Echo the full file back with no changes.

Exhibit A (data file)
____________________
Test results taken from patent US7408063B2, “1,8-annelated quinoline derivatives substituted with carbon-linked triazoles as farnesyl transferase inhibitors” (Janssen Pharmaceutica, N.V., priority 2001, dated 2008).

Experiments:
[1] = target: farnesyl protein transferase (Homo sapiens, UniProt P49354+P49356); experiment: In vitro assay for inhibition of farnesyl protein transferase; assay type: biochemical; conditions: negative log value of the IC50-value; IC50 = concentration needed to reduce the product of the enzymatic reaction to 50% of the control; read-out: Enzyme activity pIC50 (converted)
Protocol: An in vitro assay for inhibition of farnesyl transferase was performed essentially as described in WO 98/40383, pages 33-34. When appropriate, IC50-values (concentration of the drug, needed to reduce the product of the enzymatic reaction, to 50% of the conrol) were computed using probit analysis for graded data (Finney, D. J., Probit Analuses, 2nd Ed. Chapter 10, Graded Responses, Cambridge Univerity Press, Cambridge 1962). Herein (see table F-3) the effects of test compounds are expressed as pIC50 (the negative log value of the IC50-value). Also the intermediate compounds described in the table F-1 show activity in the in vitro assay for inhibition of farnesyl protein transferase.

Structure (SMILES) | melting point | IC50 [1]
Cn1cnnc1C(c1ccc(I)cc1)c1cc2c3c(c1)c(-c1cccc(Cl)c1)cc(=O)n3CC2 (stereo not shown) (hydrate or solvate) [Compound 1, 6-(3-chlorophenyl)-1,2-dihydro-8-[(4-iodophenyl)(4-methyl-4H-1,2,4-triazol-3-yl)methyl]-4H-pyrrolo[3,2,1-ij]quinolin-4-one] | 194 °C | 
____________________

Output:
Test results taken from patent US7408063B2, “1,8-annelated quinoline derivatives substituted with carbon-linked triazoles as farnesyl transferase inhibitors” (Janssen Pharmaceutica, N.V., priority 2001, dated 2008).

Experiments:
[1] = target: farnesyl protein transferase (Homo sapiens, UniProt P49354+P49356); experiment: In vitro assay for inhibition of farnesyl protein transferase; assay type: biochemical; conditions: negative log value of the IC50-value; IC50 = concentration needed to reduce the product of the enzymatic reaction to 50% of the control; read-out: Enzyme activity pIC50 (converted)
Protocol: An in vitro assay for inhibition of farnesyl transferase was performed essentially as described in WO 98/40383, pages 33-34. When appropriate, IC50-values (concentration of the drug, needed to reduce the product of the enzymatic reaction, to 50% of the conrol) were computed using probit analysis for graded data (Finney, D. J., Probit Analuses, 2nd Ed. Chapter 10, Graded Responses, Cambridge Univerity Press, Cambridge 1962). Herein (see table F-3) the effects of test compounds are expressed as pIC50 (the negative log value of the IC50-value). Also the intermediate compounds described in the table F-1 show activity in the in vitro assay for inhibition of farnesyl protein transferase.

Structure (SMILES) | melting point | IC50 [1]
Cn1cnnc1C(c1ccc(I)cc1)c1cc2c3c(c1)c(-c1cccc(Cl)c1)cc(=O)n3CC2 (stereo not shown) (hydrate or solvate) [Compound 1, 6-(3-chlorophenyl)-1,2-dihydro-8-[(4-iodophenyl)(4-methyl-4H-1,2,4-triazol-3-yl)methyl]-4H-pyrrolo[3,2,1-ij]quinolin-4-one] | 194 °C | 